North Western Winds

Contemplating it all from the great Pacific Northwest

The Living Order

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Russell Kirk 1918 – 1994

Ten years after his death, Russell Kirk remains a favourite writer of conservatives. His books include The Conservative Mind, in which he looks at conservative thought from Edmund Burke to T.S. Eliot, and The Roots of American Order. A collection of his essays is available here. A review of Kirk and The Conservative Mind is here.

Kirk is known for being a defender of what he called “the Permanent Things.” He is also known for what he called The Six Points of Conservatism, which is what I want to look at over a few days. My source is his introduction to The Viking Portable Conservative Reader, which he edited.

*****

One: Conservatives generally believe there exists a transcendent moral order, to which we ought to try to conform the ways of society. A divine tactic, dimly seen, is at work in the ways of society. Such convictions may take the form of belief in “natural law” or may assume some other expression; but with few exceptions conservatives recognize the need for enduring moral authority. This conviction contrasts strongly with the liberals’ utilitarian view of the state… and with the radicals’ detestation of theological postulates.

When I was doing a lot reading about Darwinism a few years ago, before I was a Christian, I put some time and effort into trying to place the square peg of a “a transcendent moral order” into the round hole of Darwinian Naturalism. I really believed in both, and I wanted to find a way to combine them. The notion that I might have to choose was a bit frightful. My best hope, I believed, was in utility. There had to be some point at which Darwinian survivalism -“red in tooth and claw”- and what I called “human flourishing” were balanced against one another. Human flourishing would be things seemingly useless for survival but which made the huge effort it takes to live seem worthwhile – say, J.S. Bach, and acts of charity that someone had no reasonable hope of having returned. I had in mind placing one on the X axis of a graph and the other on the Y, in the same way that economists balance demand and supply in order to come up with the market price, or the market’s price range. I thought the point where those two things met would be the equivalent of a transcendent moral order, since the idea of anything being literally transcendent was still beyond me.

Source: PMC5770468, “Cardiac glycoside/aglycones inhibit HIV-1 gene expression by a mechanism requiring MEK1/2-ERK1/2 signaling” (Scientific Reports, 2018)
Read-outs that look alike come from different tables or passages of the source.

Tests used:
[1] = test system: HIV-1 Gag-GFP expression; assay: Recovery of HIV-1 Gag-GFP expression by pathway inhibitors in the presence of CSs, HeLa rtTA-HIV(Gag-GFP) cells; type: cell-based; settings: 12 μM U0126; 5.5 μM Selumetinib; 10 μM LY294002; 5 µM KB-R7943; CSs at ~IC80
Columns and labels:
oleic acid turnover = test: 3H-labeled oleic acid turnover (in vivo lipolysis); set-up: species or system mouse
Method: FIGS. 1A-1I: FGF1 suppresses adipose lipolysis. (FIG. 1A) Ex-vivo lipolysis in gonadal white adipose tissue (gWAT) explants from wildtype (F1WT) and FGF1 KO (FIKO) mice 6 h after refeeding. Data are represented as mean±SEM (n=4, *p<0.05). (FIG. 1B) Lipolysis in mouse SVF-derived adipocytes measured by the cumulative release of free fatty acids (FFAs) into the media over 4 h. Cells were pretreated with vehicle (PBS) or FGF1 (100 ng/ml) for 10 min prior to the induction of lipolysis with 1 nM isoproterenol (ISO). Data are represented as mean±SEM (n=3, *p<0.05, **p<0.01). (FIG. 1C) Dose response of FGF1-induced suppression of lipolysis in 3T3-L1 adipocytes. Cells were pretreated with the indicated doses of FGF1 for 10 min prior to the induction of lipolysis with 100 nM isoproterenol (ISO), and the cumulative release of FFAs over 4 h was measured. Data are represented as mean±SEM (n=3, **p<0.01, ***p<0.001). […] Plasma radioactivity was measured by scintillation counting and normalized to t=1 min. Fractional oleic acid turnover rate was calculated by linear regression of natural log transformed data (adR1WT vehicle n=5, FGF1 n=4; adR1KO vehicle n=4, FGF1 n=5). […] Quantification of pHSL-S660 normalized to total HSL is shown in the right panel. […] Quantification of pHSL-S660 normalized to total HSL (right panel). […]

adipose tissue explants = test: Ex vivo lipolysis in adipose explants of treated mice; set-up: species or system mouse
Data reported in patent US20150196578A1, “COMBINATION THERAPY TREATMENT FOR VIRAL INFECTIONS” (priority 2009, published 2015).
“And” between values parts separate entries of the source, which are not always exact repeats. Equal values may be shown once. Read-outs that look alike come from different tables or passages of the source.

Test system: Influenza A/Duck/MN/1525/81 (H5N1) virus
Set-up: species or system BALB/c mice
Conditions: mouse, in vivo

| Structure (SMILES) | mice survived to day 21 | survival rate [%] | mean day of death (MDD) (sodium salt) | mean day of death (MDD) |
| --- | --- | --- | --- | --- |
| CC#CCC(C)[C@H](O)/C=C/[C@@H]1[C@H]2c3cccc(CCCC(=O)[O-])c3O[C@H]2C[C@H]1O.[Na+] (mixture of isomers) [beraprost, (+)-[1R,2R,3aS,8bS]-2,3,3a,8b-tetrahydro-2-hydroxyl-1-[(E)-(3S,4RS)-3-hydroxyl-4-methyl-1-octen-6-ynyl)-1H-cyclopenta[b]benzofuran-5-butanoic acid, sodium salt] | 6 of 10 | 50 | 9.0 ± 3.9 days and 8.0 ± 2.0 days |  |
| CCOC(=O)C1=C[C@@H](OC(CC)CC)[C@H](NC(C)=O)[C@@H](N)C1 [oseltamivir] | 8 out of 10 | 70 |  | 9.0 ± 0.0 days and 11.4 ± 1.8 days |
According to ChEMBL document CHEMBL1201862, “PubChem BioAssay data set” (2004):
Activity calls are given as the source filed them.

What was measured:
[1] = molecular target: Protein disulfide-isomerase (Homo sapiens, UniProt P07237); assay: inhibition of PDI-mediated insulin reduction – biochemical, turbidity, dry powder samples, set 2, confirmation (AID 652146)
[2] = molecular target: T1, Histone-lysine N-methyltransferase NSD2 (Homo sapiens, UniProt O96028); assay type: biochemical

I could never convince myself that it would reasonable because once you introduce a survivalist element, you always bump up against the notion that anything that leads to survival is justified. Richard Dawkins wrote about an interesting concept called the extended phenotype, which is the idea that genes create not only the creature that carries them, but also work to influence the environment the creature inhabits. The idea is that beaver genes, for example, create not only beavers, but also beaver dams. So I began to wonder if J.S. Bach and even seemingly selfless acts of charity might simply be efforts to make the human environment better suited to human replication. Once on this path, however, it is hard to imagine anything that could be considered wrong in all circumstances – murder, rape, etc. It is also hard to justify hope, charity and forgiveness as anything more than grease for the human gene machine, civilization.